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Summer 1965: During the fight for voter rights in practice and not just on paper, Martin Luther King and his campaigners organize peaceful protests in Selma. The (white) police force respond with brutal force.


Not long ago he served tea as “the Butler” in the White House, and now he is visiting the American President in his official residence as Martin Luther King: in SELMA, British actor David Oyelowo takes on another historical role. This isn’t a coincidence but indeed part of a wave of recent films that focus on African American history –a history that is shaped by violence and oppression throughout the decades with changing means, and has been challenged with varying degrees of success. SELMA, Ava DuVernay’s gripping drama set in 1965, chronicles a famous episode in the American civil rights movement. Frustrated by the lack of genuine progress, Martin Luther King and his campaigners organize peaceful protests to secure the right of African Americans to register and vote freely. But the non-violent protests and marches were met with brutal police (white) violence. Numerous black marchers, and some white supporters, were injured and some killed. And it was this violence that brought the issue to the attention of the larger American public and ultimately meant success. A high price had to be paid – a fact that SELMA doesn’t try to hide. Not least because a nuanced depiction of history adds or retracts to the quality of a film that tries to avoid the many snares of a politically engaged historical drama: Even as events in the film are checked off and we are distracted by the many stars in supporting roles, one can hardly evade the rousing power of Martin Luther King’s words.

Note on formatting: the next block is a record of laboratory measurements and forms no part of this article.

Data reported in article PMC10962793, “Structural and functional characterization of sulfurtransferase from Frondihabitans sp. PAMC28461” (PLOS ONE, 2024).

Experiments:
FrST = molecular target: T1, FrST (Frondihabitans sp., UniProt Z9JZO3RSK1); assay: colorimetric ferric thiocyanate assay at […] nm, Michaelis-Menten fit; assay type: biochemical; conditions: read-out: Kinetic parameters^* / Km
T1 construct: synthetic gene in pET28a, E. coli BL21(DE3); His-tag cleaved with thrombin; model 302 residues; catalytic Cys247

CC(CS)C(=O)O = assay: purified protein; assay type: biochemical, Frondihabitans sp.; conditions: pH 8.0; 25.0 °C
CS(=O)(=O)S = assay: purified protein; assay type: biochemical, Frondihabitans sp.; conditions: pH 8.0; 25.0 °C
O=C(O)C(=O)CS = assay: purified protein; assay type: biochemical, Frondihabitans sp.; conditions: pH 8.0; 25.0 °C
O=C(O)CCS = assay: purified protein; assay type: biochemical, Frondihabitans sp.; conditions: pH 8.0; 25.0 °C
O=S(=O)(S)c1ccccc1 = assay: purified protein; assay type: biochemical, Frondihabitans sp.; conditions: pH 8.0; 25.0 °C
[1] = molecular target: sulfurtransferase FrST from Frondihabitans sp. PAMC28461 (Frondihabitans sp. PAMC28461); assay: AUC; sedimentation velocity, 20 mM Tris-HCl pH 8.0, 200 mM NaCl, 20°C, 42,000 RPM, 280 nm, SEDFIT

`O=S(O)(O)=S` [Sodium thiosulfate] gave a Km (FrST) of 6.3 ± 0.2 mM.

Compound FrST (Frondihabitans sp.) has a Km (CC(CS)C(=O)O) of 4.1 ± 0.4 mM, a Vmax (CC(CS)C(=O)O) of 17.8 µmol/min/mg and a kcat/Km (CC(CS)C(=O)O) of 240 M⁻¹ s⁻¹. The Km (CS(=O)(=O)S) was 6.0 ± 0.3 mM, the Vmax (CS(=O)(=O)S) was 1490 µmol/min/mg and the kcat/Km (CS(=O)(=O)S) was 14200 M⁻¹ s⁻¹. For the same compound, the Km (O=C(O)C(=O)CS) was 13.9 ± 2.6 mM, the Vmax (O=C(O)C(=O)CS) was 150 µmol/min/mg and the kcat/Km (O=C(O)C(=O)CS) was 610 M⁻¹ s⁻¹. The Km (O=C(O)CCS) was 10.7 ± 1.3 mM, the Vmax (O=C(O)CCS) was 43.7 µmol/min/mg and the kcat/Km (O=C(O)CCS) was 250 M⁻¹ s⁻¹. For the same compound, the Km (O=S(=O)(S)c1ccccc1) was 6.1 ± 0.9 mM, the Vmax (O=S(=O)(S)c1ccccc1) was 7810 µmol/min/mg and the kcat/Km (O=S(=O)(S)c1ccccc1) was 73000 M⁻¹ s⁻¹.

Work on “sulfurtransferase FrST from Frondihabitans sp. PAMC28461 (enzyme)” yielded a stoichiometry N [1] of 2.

Michael Meyns

Translation: Carla MacDougall



  • OV Original version
  • OmU Original with German subtitles
  • OmeU Original with English subtitles

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